Android scam affects nearly 60 Google Play apps — what to do

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Another week, another batch of sketchy Android apps purged from the Google Play store. 

This time, it's a group of nearly 60 apps that promised you free footwear, coupons or concert tickets if you left the apps installed. But the apps actually downloaded a secret web browser and used it to perform ad fraud — displaying hidden ads you'd never see but for which the app makers got paid. (The app users never got the free stuff.)

The apps had simple names like "Get Free Sneakers," "Free Teeth Whitening", "Best Game Hints" or "Coupons for Stores." A full list of the apps, identified by their Android package IDs, is here.

White Ops, the security firm that uncovered this scam, said that in just one week in June, these apps displayed more 2 billion bogus ads on 65,000 infected Android phones. 

Since late 2019, the fake-ad campaign has enlisted infected phones into a botnet that White Ops is calling "Terracotta," as reported by ZDNet

So far, there's been no real harm to phones or phone owners, other than excessive battery drain and bandwidth consumption. But the fact that the apps could install other apps without the users' knowledge means that the Terracotta botnet could become malicious on the turn of a dime.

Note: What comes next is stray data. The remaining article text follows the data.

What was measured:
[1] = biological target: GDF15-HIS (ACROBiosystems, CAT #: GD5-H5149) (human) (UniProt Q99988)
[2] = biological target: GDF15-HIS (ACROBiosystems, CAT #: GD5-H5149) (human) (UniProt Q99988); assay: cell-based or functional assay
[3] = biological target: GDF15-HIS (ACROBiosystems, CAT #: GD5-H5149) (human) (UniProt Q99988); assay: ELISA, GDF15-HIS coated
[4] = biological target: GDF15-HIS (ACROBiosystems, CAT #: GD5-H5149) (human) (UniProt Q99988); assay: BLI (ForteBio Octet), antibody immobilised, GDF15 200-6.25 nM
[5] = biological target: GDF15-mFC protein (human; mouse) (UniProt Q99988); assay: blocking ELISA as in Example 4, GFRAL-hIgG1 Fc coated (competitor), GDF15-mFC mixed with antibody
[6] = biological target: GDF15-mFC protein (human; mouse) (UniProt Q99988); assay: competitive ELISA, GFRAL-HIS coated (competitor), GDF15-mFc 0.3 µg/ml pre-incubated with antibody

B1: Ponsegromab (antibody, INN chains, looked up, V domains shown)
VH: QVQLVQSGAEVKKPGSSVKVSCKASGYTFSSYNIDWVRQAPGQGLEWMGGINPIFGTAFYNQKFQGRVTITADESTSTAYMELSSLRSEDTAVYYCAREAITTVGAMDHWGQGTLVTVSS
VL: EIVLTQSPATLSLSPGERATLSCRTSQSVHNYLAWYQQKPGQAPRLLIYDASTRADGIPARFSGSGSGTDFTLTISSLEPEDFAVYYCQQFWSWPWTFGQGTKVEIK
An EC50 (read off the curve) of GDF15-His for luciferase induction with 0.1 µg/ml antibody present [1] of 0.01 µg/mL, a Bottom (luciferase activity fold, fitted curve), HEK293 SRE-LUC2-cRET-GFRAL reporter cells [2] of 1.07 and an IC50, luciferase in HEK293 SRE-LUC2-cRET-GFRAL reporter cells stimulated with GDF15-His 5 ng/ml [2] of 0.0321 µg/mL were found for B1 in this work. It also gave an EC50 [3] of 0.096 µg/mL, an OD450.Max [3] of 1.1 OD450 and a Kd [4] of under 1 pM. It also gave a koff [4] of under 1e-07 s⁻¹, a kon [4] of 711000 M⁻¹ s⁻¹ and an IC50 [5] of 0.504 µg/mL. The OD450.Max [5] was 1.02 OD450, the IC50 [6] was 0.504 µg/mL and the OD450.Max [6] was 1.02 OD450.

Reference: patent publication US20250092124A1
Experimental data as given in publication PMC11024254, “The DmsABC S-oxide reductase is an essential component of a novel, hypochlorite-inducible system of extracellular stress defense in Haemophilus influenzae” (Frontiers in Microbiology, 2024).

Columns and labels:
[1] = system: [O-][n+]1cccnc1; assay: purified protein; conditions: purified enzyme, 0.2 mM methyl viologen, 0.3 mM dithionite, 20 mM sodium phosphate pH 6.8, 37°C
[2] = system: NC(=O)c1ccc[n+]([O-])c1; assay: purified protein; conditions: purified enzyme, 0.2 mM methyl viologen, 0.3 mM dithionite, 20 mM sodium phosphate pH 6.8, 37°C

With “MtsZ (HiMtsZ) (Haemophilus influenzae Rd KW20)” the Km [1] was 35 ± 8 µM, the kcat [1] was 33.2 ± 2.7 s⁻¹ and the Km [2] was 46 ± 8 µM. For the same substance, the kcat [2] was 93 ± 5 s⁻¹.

Using White Ops' discoveries, Google has removed these apps from Google Play and disabled them on users' phones.

To make sure your Android phone isn't infected by such scams, harmless or not, download and install one of the best Android antivirus apps.

Paul Wagenseil

Paul Wagenseil is a senior editor at Tom's Guide focused on security and privacy. He has also been a dishwasher, fry cook, long-haul driver, code monkey and video editor. He's been rooting around in the information-security space for more than 15 years at, SecurityNewsDaily, TechNewsDaily and Tom's Guide, has presented talks at the ShmooCon, DerbyCon and BSides Las Vegas hacker conferences, shown up in random TV news spots and even moderated a panel discussion at the CEDIA home-technology conference. You can follow his rants on Twitter at @snd_wagenseil.